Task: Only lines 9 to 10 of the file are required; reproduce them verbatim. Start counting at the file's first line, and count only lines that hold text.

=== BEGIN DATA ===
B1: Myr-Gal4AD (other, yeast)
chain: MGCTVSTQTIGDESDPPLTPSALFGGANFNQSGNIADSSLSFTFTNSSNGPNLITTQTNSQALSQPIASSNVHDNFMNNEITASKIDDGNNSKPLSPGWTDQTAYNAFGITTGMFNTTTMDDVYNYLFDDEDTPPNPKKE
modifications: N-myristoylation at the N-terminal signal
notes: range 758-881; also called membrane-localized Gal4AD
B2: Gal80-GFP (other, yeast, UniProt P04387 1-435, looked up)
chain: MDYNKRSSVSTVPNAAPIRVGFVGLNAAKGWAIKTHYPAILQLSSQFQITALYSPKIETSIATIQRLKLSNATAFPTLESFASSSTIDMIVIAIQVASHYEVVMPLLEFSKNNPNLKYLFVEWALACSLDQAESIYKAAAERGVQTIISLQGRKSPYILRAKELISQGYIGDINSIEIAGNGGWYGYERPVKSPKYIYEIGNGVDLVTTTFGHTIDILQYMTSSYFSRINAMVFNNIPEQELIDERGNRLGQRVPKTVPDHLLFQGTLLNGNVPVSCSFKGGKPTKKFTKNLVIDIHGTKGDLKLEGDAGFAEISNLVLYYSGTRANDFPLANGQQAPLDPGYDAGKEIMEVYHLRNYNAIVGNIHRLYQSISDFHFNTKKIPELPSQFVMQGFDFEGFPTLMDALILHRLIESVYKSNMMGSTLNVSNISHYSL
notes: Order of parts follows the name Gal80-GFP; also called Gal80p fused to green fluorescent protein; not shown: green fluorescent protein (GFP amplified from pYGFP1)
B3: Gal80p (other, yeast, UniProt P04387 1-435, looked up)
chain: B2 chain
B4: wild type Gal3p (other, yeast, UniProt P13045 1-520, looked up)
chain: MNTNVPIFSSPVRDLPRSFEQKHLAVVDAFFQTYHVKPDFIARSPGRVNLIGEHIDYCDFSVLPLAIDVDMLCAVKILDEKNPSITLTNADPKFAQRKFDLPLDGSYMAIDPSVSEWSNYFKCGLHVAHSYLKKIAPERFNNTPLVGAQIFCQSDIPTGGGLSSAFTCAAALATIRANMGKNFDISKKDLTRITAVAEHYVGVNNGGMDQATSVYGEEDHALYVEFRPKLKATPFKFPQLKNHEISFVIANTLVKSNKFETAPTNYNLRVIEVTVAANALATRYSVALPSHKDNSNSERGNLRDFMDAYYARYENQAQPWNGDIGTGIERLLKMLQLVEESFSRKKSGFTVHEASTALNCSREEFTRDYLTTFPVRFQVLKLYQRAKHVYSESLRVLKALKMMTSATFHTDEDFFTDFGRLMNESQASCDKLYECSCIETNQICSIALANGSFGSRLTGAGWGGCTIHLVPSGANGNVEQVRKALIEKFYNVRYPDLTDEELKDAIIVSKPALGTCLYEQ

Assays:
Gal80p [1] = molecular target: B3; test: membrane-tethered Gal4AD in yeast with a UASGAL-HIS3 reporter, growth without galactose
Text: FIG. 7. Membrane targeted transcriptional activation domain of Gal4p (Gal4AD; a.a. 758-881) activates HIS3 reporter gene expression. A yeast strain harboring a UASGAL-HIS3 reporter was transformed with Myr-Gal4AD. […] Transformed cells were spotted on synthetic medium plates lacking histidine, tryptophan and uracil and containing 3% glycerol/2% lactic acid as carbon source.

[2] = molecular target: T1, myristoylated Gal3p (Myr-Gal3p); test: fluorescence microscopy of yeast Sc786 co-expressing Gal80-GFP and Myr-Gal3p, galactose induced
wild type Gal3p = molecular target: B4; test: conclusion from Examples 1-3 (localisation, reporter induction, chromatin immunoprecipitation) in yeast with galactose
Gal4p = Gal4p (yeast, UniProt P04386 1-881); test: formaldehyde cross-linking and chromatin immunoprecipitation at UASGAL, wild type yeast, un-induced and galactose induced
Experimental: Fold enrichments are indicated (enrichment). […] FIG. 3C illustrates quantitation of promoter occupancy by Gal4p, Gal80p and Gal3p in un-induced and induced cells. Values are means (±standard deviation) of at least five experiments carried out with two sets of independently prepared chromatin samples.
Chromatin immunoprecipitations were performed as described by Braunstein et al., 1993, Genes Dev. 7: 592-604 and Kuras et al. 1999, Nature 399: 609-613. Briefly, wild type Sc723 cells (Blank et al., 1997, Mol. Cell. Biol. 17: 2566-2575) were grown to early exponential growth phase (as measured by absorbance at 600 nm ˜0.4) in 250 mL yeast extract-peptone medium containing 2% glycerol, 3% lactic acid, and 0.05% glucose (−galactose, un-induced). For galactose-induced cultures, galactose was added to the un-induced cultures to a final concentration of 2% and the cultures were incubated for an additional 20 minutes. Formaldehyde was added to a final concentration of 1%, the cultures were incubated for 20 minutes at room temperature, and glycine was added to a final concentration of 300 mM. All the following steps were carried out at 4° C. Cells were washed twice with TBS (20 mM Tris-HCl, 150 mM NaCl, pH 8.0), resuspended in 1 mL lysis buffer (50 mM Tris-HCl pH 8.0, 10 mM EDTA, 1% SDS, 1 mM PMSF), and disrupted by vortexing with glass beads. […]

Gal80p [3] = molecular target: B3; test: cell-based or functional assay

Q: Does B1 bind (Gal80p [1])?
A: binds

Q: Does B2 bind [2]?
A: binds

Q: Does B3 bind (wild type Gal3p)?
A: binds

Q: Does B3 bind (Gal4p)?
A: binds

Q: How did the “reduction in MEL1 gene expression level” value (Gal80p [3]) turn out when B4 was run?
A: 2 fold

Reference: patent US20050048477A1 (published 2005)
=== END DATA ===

chain: B2 chain
B4: wild type Gal3p (other, yeast, UniProt P13045 1-520, looked up)